Vectorizing Black Scholes - CPU vs. GPU

April 29, 2019
quantitative finance avx tbb cuda

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A data parallel operation is one in which the same function is applied to different inputs. Vectorizing data parallel operations is an important problem with applications in market risk, full portfolio evaluation and numerical schemes. This article compares four ways of vectorizing the Black Scholes formula for a call option:

  1. Using AVX2 instructions
  2. Multi Threading
  3. Using AVX2 instructions and multi threading
  4. Using GPU computing

The four implementations were generated using the SimianQuant library and therefore require equal programmer effort. They are also significantly faster than hand written approaches since the library does not use naive approaches like locks or purely immutable data structures for multi threading. The trends observed are:

  1. For the purpose of evaluating the Black Scholes formula, and similar expressions that require computationally intensive atomic operations, a CPU is unambiguously better than a GPU
  2. For fewer than 1000 elements, the additional complexity of multi threading degrades runtime performance. Using AVX2 instructions is the only way of improving the performance.
  3. Multi threading comes with a significant overhead, and doubling the core count does not halve the runtime

Approach

The multi threaded implementations were benchmarked on two AWS instances to compare the benefits of increasing the core count:

  1. A c5.4xlarge instance with 16 cores
  2. A c5.18xlarge instance with 72 cores

The GPU implementations were benchmarked on two AWS instances to compare the benefits of using a newer generation GPU, with a higher clock speed and multiprocessor count:

  1. A p3.2xlarge instance with an Nvidia V100 GPU
  2. A p2.xlarge instance with an Nvidia K80 GPU

The time taken to allocate memory on the CPU and GPU was ignored, because the allocation can be done in parallel with the conversion of the business/persisted representations of the option and market data to ones which can be used for pricing.

In Depth

The SimianQuant library uses Intel’s Thread Building Blocks to implement multi-threading in C++. The benchmarks were run using the default settings. While tuning the parameters could improve the performance, the speedup will at best be incremental.

Runtimes

The simplest way of comparing the different approaches is to compare the median time taken to evaluate the input vector. To simplify the visualization of the result, the log of the median evaluation time (in nanoseconds) with the log of the input vector size.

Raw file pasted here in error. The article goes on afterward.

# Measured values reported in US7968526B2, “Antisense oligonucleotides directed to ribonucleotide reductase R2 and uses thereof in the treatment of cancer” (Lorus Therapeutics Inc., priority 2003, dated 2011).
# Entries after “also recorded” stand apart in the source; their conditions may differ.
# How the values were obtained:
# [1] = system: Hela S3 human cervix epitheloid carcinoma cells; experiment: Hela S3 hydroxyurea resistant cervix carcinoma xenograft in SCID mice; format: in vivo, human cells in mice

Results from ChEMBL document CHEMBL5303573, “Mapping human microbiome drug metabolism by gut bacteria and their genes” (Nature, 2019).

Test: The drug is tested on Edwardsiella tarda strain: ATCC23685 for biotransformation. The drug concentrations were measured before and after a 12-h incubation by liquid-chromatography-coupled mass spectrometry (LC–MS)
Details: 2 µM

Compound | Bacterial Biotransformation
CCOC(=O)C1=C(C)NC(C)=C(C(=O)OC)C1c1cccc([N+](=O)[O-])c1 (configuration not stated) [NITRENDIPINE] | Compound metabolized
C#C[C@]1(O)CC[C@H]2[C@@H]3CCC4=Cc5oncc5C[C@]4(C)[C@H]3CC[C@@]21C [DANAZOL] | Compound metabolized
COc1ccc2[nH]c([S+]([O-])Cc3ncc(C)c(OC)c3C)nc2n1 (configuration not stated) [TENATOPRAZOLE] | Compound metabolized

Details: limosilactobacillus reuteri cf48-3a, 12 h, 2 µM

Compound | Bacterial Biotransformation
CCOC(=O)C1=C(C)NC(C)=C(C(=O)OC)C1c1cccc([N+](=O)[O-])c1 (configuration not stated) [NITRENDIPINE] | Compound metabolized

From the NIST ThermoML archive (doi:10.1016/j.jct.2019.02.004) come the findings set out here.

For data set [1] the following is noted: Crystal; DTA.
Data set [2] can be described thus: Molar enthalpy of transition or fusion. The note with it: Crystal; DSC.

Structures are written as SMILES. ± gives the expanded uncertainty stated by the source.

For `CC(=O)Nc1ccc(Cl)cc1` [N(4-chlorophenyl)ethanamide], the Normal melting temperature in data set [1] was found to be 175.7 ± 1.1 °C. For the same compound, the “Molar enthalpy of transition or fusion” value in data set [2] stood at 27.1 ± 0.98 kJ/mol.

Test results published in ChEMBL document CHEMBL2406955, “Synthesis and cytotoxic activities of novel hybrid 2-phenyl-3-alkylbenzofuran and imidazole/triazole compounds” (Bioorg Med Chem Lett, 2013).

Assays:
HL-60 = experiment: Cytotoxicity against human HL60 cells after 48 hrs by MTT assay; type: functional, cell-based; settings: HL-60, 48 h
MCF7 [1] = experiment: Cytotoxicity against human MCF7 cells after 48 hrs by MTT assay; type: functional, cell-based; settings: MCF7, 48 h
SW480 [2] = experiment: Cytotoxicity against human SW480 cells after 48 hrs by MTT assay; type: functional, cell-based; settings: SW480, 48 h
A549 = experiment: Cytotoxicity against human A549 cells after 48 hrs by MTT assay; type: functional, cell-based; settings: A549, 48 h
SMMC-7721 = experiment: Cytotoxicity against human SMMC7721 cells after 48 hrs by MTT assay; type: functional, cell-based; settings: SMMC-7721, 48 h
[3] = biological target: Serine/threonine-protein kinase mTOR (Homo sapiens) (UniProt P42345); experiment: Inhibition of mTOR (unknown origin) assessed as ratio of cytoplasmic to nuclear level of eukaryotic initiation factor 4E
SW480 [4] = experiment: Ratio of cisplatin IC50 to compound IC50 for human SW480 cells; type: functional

The corresponding data table is:

Input Size Scalar AVX2 Scalar x 16 Scalar x 72 AVX2 x 16 AVX2 x 72 k80 V100
2 8.31 6.54 11.10 13.20 8.13 8.08 NA NA
3 9.33 7.47 11.89 13.84 10.13 11.93 NA NA
4 10.32 8.43 12.35 14.20 11.19 13.14 NA NA
5 11.32 9.43 12.76 14.30 11.96 13.83 NA NA
6 12.32 10.41 13.17 14.31 12.36 14.29 NA NA
7 13.32 11.41 13.49 14.43 12.76 14.57 NA NA
8 14.32 12.40 13.82 14.65 13.18 14.63 NA NA
9 15.34 13.40 14.16 14.84 13.55 14.61 NA NA
10 16.33 14.40 14.59 15.06 13.85 14.68 16.23 15.47
11 17.33 15.40 15.01 15.23 14.23 14.88 16.37 15.52
12 18.33 16.40 15.58 15.47 14.65 15.08 16.76 15.85
13 19.33 17.40 16.28 15.75 15.20 15.30 17.00 16.26
14 20.33 18.40 17.08 16.17 15.83 15.58 17.53 16.86
15 21.33 19.43 17.91 16.65 16.59 15.92 18.32 17.63
16 22.33 20.40 18.80 17.25 17.32 16.34 19.15 18.52
17 23.33 21.40 19.77 17.98 18.19 16.91 20.09 19.46
18 24.34 22.40 20.71 18.81 19.04 17.60 21.04 20.42
19 25.34 23.41 21.70 19.70 20.02 18.41 22.02 21.39
20 26.34 24.41 22.69 20.63 21.00 19.46 23.01 22.37

Speedup

An alternate way to interpret the results is to compare the speedup of the median evaluation time compared with that in the single threaded scalar case.

The corresponding data table is:

Input Size Scalar AVX2 Scalar x 16 Scalar x 72 AVX2 x 16 AVX2 x 72 k80 V100
2 1.00 3.41 0.15 0.03 1.13 1.18 NA NA
3 1.00 3.62 0.17 0.04 0.57 0.16 NA NA
4 1.00 3.70 0.24 0.07 0.55 0.14 NA NA
5 1.00 3.69 0.37 0.13 0.64 0.18 NA NA
6 1.00 3.75 0.55 0.25 0.97 0.25 NA NA
7 1.00 3.76 0.89 0.46 1.47 0.42 NA NA
8 1.00 3.77 1.41 0.79 2.21 0.80 NA NA
9 1.00 3.82 2.27 1.41 3.45 1.65 NA NA
10 1.00 3.80 3.34 2.41 5.57 3.14 1.05 1.81
11 1.00 3.81 5.00 4.27 8.55 5.46 1.91 3.51
12 1.00 3.82 6.72 7.30 12.88 9.52 2.94 5.60
13 1.00 3.82 8.28 11.99 17.52 16.33 5.03 8.39
14 1.00 3.80 9.54 17.84 22.57 26.89 6.96 11.09
15 1.00 3.74 10.67 25.56 26.74 42.57 7.83 12.97
16 1.00 3.81 11.56 33.94 32.27 63.46 8.73 14.07
17 1.00 3.81 11.85 40.77 35.31 85.76 9.58 14.59
18 1.00 3.82 12.32 46.16 39.26 106.99 10.11 15.14
19 1.00 3.80 12.45 49.81 39.77 121.45 10.39 15.45
20 1.00 3.79 12.52 52.20 40.42 117.25 10.40 15.60

It is observed that for intermediate input vector lengths, i.e. between 210 and 216, the performance scales superlinearly with input vector size (less than 2x time for 2x input size). This is a consequence of the overheads associated with multi-threading.


Harshad

Goals are not always meant to be achieved, sometimes they simply serve as something to aim for



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